The Boys in the Trees is a heartbreaking tale of a terrible tragedy and how it transforms (and informs) a community, offset with notions of how memory, responsibility, forgiveness, and knowledge shape lives. The story asks the reader how memories of the past affects the life one lives now, how responsibility is to be determined when actions cannot be predicted, how forgiveness is essential to a contented life, and how knowledge about one another, and memory of the past, is necessarily incomplete.
The novel begins and ends (as its title suggests) with vignettes of boys in trees. The trees at the beginning of the novel offer refuge, a safe haven from abuse and despair for a young boy named William Heath, one determined to escape his miserable existence and equally determined that one day people will know his name. The trees at the end of the novel provide a vantage point for another group of boys to witness the final results of a tragic choice.
After the brief vignette in the trees, we next see William as a young man with a family living in England. He is beset by a first brutal onslaught of tragedy that causes the family to flee to Canada - first Toronto, then the fictional town of Emden, Ontario. However, William is unable to escape his feelings of anxiety, despair, and failure that have accompanied him since childhood, setting the stage for a second and even more brutal tragedy. It is this tragedy that is dealt with in the remainder of the novel, with the citizens of Emden reflecting and acting upon their impressions of what happened. Mary Swan is masterful here at describing the ripple effects of a tragic singularity on the lives and memory of those involved with the Heath family.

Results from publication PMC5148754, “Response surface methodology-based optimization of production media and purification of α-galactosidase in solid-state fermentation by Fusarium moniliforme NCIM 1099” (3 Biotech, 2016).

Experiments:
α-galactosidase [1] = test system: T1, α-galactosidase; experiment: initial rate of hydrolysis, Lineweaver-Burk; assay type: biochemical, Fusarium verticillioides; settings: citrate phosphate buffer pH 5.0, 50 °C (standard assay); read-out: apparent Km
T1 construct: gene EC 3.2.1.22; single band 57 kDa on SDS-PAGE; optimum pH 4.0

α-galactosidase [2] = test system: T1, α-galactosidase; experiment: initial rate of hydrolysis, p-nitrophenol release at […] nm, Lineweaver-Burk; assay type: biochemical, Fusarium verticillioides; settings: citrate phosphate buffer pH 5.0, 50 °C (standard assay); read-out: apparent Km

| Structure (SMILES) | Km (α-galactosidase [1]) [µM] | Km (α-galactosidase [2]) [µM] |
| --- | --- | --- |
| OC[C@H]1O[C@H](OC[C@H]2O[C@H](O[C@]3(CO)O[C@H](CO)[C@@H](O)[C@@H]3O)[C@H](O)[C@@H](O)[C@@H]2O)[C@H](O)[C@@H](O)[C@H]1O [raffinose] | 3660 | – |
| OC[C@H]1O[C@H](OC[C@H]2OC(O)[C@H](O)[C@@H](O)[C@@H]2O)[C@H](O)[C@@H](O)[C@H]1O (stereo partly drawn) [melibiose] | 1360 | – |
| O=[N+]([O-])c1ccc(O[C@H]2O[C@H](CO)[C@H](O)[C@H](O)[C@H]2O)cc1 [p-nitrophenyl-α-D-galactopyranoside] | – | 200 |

Swan writes in a resolutely non-linear format that suits her examinations of knowledge and identity. In particular, the second and third chapters are composed in fascinating contrapuntal narratives that slowly converge into their respective tragic conclusions. The remainder of the novel consists of individual non-linear narratives (recollections of the citizens of Emden at various points in time) that slowly offer the reader additional insight into the characters and events of the first three chapters yet leave many questions unanswered, signifying that the causes and motivations behind many events are ultimately unknowable, even by those closest to them.
One narrative follows a young boy named Eaton, a neighbour and friend to the Heath daughters. The tragedy provides a defining point in Eaton's life, and assigns an infinite value to a secret gift that he will carry with him for the remainder of his life. Questions of guilt and responsibility continue to haunt Eaton even as his memory fades in old age.
Another narrative follows the Robinson family and how the main tragedy relates to and interacts with another within their own family. Again, questions of guilt and responsibility are examined, with a possible answer provided in the notion of forgiveness. Hints at guilt possibly lying elsewhere are suggested throughout the Robinson family narrative, and additional facets of the Heath family are provided by the Robinson women.